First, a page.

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Henry Cros, La Belle Viole and Circe, Flora, and Medea

The recent entrance of two wax sculptures by Henry Cros (1840–1907) into the collections of the Musée d’Orsay in Paris and the European Museum for Modern Glass of Veste Coburg in Bavaria, respectively,[1] is an occasion to look at an aspect of the artist’s work that has not received much attention in recent times.[2] Better known for his works in pâte de verre,[3] Cros is also seen by many today as an artist whose work nostalgically evokes a classical arcadia in a manner reminiscent of Puvis de Chavannes.[4]

In the December 10, 1872 entry in his journal, Edmond de Goncourt relates his visit to the studio of the artist in the “rue des Champs” in Paris.[5] He is accompanied by Philippe Burty, who has commissioned a portrait of his daughter from Cros. Goncourt describes Cros as a person shrouded in mystery, devoting himself in the cell-like space of his atelier to practices that seem close to magic:

He is a very skinny, very swarthy, very bearded lad, with a disconcerting fixity in his deeply set eyes. And that lit lamp, those small pieces of wax, which, kept in a cigar box, look like little pieces of flesh; and that profile of Mary Magdalen on the black glass plaque, which gradually takes on a mysterious reality in the evening light, ends up instilling in me a sort of fear for that magic life that that pale lad cooks up in his cave.[6]

According to Maurice Testard, the first work in wax executed by Henry Cros was a portrait of Charles VII (1867; current whereabouts unknown).[7] Next, in 1869, at the request of Alexandre Dumas fils, he made a copy of the waxen Head of a Young Girl attributed by Dumas to Raphael. The so-called Wicar Head had been one of the treasures of the Musée Wicar in Lille, whose collections had merged in 1866 with those of the Palais des Beaux-Arts in that city. Cros’s copy is currently in a private collection. From 1870 to 1883, Cros regularly exhibited wax sculptures at the Salon, where they were accompanied by works he executed in more traditional materials—stone, plaster, or bronze.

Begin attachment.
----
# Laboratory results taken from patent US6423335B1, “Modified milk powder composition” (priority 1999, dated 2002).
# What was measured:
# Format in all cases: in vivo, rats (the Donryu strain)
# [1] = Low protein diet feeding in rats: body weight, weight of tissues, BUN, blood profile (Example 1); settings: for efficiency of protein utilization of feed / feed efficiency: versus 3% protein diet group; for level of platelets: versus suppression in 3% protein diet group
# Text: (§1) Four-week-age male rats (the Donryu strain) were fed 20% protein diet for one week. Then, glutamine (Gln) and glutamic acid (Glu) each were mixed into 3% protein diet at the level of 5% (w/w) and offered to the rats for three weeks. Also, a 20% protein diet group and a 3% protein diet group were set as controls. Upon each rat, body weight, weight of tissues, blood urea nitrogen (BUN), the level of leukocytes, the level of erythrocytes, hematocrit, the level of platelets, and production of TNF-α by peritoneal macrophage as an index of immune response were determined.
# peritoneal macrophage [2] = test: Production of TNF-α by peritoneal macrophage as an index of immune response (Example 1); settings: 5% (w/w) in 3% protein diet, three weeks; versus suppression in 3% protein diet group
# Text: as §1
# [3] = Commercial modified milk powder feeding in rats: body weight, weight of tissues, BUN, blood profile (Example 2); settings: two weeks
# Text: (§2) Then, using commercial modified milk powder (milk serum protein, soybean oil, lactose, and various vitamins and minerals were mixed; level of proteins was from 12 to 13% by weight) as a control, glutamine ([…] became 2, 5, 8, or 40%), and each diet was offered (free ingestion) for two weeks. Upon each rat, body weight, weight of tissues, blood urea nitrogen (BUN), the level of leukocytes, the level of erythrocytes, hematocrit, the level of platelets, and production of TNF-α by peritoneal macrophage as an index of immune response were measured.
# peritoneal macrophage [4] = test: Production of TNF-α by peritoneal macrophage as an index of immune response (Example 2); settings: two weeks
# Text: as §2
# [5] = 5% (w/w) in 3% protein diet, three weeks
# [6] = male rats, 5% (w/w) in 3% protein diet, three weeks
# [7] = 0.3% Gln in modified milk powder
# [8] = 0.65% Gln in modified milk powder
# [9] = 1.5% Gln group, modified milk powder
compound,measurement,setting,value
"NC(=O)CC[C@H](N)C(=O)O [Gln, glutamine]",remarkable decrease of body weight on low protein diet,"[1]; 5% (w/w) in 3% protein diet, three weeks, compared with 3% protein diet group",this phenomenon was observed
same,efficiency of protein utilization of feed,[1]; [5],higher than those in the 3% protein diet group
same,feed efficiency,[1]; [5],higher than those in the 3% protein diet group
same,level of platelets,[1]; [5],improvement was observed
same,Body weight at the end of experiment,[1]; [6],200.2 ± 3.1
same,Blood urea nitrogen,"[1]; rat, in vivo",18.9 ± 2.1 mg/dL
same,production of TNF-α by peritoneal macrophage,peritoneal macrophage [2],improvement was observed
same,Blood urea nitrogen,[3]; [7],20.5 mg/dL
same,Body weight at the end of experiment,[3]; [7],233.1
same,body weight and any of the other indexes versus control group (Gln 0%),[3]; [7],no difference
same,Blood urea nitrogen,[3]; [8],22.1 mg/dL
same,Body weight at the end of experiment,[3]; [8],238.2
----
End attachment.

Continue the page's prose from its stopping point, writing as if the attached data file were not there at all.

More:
In the preface to the catalogue of the retrospective exhibition of Cros’s works at the Salon d’automne of 1922 (Exposition rétrospective des œuvres de Henry Cros), Léonce Bénédite gives some information about the working method of the artist, who molded and assembled his pieces while they were heated:

In the beginning he modeled monochrome wax figures, which were tinted afterward; later he worked with wax that was colored throughout. He began with small loafs of wax that were prepared in advance with the desired colors and that were placed, heated, in a plaster mold, each tone in the place reserved for it. After the sculpture had come out of the mold, he used a hot iron to correct and complete the subject.

Other critics and writers about art, contemporary with Cros, such as Jean Aicard[8] and Jules Laforgue,[9] likewise mentioned this original working method, which they considered the only one that could do justice to modern life in its color and its variety. In total, only some twenty wax sculptures by Cros—medallions, figurative plaques, or figures in the round—have been preserved, many protected by thick glass frames.[10]

The Musée d’Orsay has acquired La Belle Viole (fig. 1),[11] which Cros gave as a present to the wife of the Parnassian poet José-Maria de Heredia (1842–1905), well known for Les Trophées. The title of Cros’s work is a reference to the seven-stringed viola d’amore (in French, viole), played by the female model of the sculpture. Metonymically, the name of the instrument could also refer to the player of the violin. Viole is an anagram of the first name “Olive” the mysterious muse of Joachim du Bellay (ca. 1522–60), who in 1549 published a book of fifty sonnets entitled L’Olive. Cros’s sculpture was reproduced in the Revue des deux mondes of April 1874 after a “drawing of the author engraved by A. Prunaire.” By way of a caption, the reproduction is accompanied by a quatrain that explicitly refers to Du Bellay:

La Dame qu’a fait vivre à jamais Du Bellay,
De ses doigts en fuseaux gratte ici la viole,
Chantant quelque orgueilleuse et rhytmique [sic] parole
Échappée à l’amant du bonheur accablé.

(The Lady whom Du Bellay has immortalized,
Plucks here the viole with her spindly fingers,
Singing some proud and rhythmic strophe
Escaped from the lover crushed by happiness.)

La Belle Viole also inspired José-Maria de Heredia to write a poem entitled, after the sculpture, “La Belle Viole,” which in the 1893 edition of his poems carries a dedication to Henry Cros as well as a quotation from Du Bellay.

À vous troupe légère
Qui d’aile passagère
Par le monde volez . . . .
(Joachim Du Bellay)

Accoudée au balcon d’où l’on voit le chemin
Qui va des bords de Loire aux rives d’Italie,
Sous un pâle rameau d’olive son front plie.
La violette en fleur se fanera demain.

La viole que frôle encore sa frêle main
Charme sa solitude et sa mélancolie,